September 22, 2005
Lands surface change on Alaska tundra creating longer, warmer summers in Arctic
A gradual lengthening of the snow-free season in Alaska's tundra, and a corresponding northward progression of the growth of shrubs and trees, may be creating a cycle of warmer and longer summers in the Alaskan Arctic according to a new study to be published in the Sept. 22, 2005, issue of Science Express.
The resulting atmospheric heating in the region of northern Alaska is equivalent to what might be observed if there was a doubling of carbon dioxide in the atmosphere. Continuation of this trend could further amplify atmospheric heating in the region by two to seven times and could possibly contribute to broader changes in climate."We suggest that a noticeable summer warming trend in Alaska is best explained by a lengthening of the snow-free season there," said Howard E. Epstein, an associate professor of environmental sciences at the University of Virginia and a co-author of the new study. The scientists determined that the increasing summer temperatures in northern Alaska could not be attributed to regional atmospheric circulation patterns or to a reduction in sea ice in the summer or to an increase in cloud cover. The observed summer temperature increases are likely related to a global warming trend that has led to a longer snow-free season and an increase in the extent of woody vegetation. Both of these changes increase the amount of solar radiation that goes into heating rather than being reflected back to the atmosphere.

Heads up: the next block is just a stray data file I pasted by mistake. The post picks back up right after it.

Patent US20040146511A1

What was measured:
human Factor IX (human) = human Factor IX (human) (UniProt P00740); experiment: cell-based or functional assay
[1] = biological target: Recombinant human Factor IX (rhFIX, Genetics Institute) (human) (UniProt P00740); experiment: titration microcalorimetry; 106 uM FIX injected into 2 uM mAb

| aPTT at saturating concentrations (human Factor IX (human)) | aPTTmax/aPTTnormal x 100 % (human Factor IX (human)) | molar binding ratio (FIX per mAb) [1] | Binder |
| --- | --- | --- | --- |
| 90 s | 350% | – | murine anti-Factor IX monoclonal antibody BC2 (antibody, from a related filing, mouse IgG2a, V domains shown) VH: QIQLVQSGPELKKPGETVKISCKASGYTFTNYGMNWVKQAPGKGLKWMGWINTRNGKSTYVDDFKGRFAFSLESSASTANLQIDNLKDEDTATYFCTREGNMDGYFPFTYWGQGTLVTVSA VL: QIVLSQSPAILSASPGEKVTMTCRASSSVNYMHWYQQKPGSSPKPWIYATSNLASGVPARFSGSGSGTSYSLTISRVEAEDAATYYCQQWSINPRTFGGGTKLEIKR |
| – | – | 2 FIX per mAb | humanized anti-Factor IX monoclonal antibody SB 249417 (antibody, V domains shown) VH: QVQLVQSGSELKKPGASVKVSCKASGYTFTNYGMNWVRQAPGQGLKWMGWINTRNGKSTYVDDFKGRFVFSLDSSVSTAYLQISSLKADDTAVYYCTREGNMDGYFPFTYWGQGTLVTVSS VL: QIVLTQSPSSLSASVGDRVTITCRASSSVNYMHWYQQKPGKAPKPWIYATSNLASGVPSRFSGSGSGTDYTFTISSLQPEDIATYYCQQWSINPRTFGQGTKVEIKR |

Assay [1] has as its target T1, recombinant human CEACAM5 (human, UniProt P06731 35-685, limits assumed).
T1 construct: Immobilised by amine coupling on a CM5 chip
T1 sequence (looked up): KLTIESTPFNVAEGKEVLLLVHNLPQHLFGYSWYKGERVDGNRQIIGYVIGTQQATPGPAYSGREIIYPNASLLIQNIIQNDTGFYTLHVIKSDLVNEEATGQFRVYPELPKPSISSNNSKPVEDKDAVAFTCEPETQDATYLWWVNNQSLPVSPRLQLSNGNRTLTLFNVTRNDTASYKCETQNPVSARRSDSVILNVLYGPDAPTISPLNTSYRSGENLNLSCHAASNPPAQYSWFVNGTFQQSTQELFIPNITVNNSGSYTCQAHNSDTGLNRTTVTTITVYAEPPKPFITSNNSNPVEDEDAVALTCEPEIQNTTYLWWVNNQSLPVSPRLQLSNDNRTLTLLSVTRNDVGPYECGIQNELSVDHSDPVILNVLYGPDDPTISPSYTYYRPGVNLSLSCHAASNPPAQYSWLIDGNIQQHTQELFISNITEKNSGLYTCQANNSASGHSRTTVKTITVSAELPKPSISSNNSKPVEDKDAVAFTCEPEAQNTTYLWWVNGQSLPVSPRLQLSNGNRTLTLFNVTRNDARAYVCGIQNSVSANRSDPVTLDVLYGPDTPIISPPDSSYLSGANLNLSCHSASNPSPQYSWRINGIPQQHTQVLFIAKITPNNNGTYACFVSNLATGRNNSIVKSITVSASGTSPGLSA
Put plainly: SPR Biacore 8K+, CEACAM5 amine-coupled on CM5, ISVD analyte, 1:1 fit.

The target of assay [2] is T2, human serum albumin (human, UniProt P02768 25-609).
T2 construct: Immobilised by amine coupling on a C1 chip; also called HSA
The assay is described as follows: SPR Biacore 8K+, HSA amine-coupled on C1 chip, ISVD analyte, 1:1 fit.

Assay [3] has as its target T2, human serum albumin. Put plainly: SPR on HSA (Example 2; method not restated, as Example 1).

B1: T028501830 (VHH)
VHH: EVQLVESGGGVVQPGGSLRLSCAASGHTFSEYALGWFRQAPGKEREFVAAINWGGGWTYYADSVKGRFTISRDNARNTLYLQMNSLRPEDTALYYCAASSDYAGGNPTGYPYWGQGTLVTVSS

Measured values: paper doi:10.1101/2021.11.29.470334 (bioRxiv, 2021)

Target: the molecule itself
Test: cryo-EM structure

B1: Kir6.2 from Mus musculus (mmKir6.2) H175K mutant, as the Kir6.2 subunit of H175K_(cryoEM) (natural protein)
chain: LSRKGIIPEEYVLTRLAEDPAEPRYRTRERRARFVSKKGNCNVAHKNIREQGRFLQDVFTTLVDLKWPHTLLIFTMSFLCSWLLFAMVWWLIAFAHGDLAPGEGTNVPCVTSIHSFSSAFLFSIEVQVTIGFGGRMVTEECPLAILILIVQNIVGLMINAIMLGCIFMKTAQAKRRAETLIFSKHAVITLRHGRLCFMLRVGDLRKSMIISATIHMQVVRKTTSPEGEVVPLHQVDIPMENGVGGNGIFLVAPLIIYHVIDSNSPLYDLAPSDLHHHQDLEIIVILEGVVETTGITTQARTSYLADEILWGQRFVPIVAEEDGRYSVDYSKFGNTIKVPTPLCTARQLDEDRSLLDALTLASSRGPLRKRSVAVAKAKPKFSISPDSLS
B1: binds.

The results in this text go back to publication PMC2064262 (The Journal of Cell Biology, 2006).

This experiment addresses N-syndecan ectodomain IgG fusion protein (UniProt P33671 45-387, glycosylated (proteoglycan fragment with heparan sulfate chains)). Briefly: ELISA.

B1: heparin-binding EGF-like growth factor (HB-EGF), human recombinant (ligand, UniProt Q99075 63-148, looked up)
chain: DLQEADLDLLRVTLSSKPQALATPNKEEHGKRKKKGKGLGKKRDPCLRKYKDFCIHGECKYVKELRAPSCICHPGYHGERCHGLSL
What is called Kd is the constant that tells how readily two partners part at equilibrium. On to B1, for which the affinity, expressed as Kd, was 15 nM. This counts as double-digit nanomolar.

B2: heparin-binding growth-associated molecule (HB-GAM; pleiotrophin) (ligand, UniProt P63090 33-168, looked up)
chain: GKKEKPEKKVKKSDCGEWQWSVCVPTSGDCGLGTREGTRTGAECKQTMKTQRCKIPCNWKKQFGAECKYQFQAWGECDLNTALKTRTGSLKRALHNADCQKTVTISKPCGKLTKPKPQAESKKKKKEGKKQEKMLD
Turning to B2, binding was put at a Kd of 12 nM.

Epstein said that since the early 1960s the spring thaw in Alaska's tundra country is arriving an average of 2.3 days earlier each decade. As a result, plants in the region now "leaf out" about 2.7 days earlier than in previous decades. Likewise, the first freeze each year is arriving slightly later, allowing plants to extend their growing season. The longer growing season is allowing shrubs and trees to slowly migrate northward. The increasing woody vegetation is further warming the near-surface atmosphere by absorbing rather than reflecting incoming solar radiation.
"The vegetation change is pretty dramatic," Epstein said. "The tundra is getting greener, and there is a noticeable increase in shrubs. This is observable from satellite data and by observations on the ground. Native American people in the region and nearby areas also have noted the changes in weather and vegetation."
Because there is a shorter period of snow on the ground, solar radiation is absorbed by the land surface more readily and contributes to heating, thus accelerating the melting of snow and allowing for more plant growth. Over time, as the permafrost begins to melt, ancient organic matter that has been frozen for thousands of years is exposed, potentially adding more carbon dioxide to the atmosphere.
The result is a positive feedback loop that could continue to raise temperatures in the region and further lengthen the snow-free period each year.
Since the early 1960s, scientists have identified "hotspots" of slowly increasing average summer temperatures in the Arctic, from 0.15 degrees Celsius to about 2 degrees Celsius for an average increase of 1.2 degrees Celsius in the summertime.
"We know that certain parts of the Arctic are warming pretty substantially and more so than in other regions around the globe," Epstein said. "This is significant because conditions in the Arctic affect global atmosphere conditions. The Arctic is dominated by snow and ice, and if this condition were to change, even subtly, there is potential for further change to the global climate."
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